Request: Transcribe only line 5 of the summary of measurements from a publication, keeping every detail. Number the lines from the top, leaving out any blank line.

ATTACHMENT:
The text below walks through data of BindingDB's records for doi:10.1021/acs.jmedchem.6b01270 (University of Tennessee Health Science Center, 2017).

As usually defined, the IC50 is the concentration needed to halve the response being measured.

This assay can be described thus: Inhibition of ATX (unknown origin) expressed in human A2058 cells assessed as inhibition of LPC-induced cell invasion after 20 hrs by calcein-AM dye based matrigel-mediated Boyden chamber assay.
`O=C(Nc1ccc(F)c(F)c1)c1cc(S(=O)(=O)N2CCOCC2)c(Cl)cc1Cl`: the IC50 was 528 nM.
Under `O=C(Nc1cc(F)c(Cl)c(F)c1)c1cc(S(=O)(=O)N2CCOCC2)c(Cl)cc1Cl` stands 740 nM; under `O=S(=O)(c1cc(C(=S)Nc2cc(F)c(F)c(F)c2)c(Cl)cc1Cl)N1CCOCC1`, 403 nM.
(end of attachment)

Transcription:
Under `O=C(Nc1cc(F)c(Cl)c(F)c1)c1cc(S(=O)(=O)N2CCOCC2)c(Cl)cc1Cl` stands 740 nM; under `O=S(=O)(c1cc(C(=S)Nc2cc(F)c(F)c(F)c2)c(Cl)cc1Cl)N1CCOCC1`, 403 nM.